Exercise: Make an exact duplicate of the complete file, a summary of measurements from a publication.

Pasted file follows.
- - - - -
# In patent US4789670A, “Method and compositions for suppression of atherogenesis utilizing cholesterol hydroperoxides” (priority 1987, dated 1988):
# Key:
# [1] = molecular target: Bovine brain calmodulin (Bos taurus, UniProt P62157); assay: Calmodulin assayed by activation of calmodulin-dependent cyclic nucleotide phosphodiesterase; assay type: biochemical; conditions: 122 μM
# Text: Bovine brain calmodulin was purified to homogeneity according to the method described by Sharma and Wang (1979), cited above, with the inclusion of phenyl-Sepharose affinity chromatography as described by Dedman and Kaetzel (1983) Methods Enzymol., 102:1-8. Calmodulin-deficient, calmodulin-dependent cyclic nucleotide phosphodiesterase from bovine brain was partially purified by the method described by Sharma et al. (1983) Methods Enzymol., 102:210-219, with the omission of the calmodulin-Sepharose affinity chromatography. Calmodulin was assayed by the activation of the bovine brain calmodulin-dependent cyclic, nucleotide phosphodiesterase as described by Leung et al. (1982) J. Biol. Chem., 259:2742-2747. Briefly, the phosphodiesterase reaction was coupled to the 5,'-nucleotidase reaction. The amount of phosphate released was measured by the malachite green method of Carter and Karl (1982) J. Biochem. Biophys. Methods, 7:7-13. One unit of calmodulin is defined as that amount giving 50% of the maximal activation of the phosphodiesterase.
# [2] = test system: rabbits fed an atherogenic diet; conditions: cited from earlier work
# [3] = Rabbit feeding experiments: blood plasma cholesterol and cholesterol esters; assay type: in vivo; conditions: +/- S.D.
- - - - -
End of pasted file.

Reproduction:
# In patent US4789670A, “Method and compositions for suppression of atherogenesis utilizing cholesterol hydroperoxides” (priority 1987, dated 1988):
# Key:
# [1] = molecular target: Bovine brain calmodulin (Bos taurus, UniProt P62157); assay: Calmodulin assayed by activation of calmodulin-dependent cyclic nucleotide phosphodiesterase; assay type: biochemical; conditions: 122 μM
# Text: Bovine brain calmodulin was purified to homogeneity according to the method described by Sharma and Wang (1979), cited above, with the inclusion of phenyl-Sepharose affinity chromatography as described by Dedman and Kaetzel (1983) Methods Enzymol., 102:1-8. Calmodulin-deficient, calmodulin-dependent cyclic nucleotide phosphodiesterase from bovine brain was partially purified by the method described by Sharma et al. (1983) Methods Enzymol., 102:210-219, with the omission of the calmodulin-Sepharose affinity chromatography. Calmodulin was assayed by the activation of the bovine brain calmodulin-dependent cyclic, nucleotide phosphodiesterase as described by Leung et al. (1982) J. Biol. Chem., 259:2742-2747. Briefly, the phosphodiesterase reaction was coupled to the 5,'-nucleotidase reaction. The amount of phosphate released was measured by the malachite green method of Carter and Karl (1982) J. Biochem. Biophys. Methods, 7:7-13. One unit of calmodulin is defined as that amount giving 50% of the maximal activation of the phosphodiesterase.
# [2] = test system: rabbits fed an atherogenic diet; conditions: cited from earlier work
# [3] = Rabbit feeding experiments: blood plasma cholesterol and cholesterol esters; assay type: in vivo; conditions: +/- S.D.